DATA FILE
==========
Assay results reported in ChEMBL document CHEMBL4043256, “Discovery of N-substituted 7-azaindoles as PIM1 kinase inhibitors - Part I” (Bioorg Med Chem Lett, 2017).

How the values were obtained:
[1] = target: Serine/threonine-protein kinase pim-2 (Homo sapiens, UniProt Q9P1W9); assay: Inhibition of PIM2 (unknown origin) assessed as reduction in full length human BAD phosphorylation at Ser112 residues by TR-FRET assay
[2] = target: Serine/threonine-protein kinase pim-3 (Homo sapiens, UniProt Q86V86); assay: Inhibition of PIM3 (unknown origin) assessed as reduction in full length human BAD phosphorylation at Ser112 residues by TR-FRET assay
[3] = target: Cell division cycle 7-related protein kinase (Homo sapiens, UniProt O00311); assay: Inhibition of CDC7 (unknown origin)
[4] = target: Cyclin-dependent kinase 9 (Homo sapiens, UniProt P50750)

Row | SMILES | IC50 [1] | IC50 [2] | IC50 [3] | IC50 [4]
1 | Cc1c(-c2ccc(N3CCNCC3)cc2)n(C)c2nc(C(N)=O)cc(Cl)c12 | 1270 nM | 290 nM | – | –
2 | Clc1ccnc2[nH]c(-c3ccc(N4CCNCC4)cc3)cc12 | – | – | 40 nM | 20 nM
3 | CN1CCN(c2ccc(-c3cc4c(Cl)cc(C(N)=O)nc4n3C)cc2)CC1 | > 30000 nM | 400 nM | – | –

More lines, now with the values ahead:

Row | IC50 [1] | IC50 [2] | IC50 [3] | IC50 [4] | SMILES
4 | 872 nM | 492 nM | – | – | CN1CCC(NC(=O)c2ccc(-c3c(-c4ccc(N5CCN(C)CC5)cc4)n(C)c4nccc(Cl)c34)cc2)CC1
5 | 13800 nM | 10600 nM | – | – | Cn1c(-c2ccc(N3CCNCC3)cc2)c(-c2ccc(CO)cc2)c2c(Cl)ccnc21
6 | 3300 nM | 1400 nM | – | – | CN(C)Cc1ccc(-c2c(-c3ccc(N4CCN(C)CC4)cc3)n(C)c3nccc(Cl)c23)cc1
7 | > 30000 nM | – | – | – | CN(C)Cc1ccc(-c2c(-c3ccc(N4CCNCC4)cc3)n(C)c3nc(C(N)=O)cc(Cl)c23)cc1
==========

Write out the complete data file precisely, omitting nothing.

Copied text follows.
Assay results reported in ChEMBL document CHEMBL4043256, “Discovery of N-substituted 7-azaindoles as PIM1 kinase inhibitors - Part I” (Bioorg Med Chem Lett, 2017).

How the values were obtained:
[1] = target: Serine/threonine-protein kinase pim-2 (Homo sapiens, UniProt Q9P1W9); assay: Inhibition of PIM2 (unknown origin) assessed as reduction in full length human BAD phosphorylation at Ser112 residues by TR-FRET assay
[2] = target: Serine/threonine-protein kinase pim-3 (Homo sapiens, UniProt Q86V86); assay: Inhibition of PIM3 (unknown origin) assessed as reduction in full length human BAD phosphorylation at Ser112 residues by TR-FRET assay
[3] = target: Cell division cycle 7-related protein kinase (Homo sapiens, UniProt O00311); assay: Inhibition of CDC7 (unknown origin)
[4] = target: Cyclin-dependent kinase 9 (Homo sapiens, UniProt P50750)

Row | SMILES | IC50 [1] | IC50 [2] | IC50 [3] | IC50 [4]
1 | Cc1c(-c2ccc(N3CCNCC3)cc2)n(C)c2nc(C(N)=O)cc(Cl)c12 | 1270 nM | 290 nM | – | –
2 | Clc1ccnc2[nH]c(-c3ccc(N4CCNCC4)cc3)cc12 | – | – | 40 nM | 20 nM
3 | CN1CCN(c2ccc(-c3cc4c(Cl)cc(C(N)=O)nc4n3C)cc2)CC1 | > 30000 nM | 400 nM | – | –

More lines, now with the values ahead:

Row | IC50 [1] | IC50 [2] | IC50 [3] | IC50 [4] | SMILES
4 | 872 nM | 492 nM | – | – | CN1CCC(NC(=O)c2ccc(-c3c(-c4ccc(N5CCN(C)CC5)cc4)n(C)c4nccc(Cl)c34)cc2)CC1
5 | 13800 nM | 10600 nM | – | – | Cn1c(-c2ccc(N3CCNCC3)cc2)c(-c2ccc(CO)cc2)c2c(Cl)ccnc21
6 | 3300 nM | 1400 nM | – | – | CN(C)Cc1ccc(-c2c(-c3ccc(N4CCN(C)CC4)cc3)n(C)c3nccc(Cl)c23)cc1
7 | > 30000 nM | – | – | – | CN(C)Cc1ccc(-c2c(-c3ccc(N4CCNCC4)cc3)n(C)c3nc(C(N)=O)cc(Cl)c23)cc1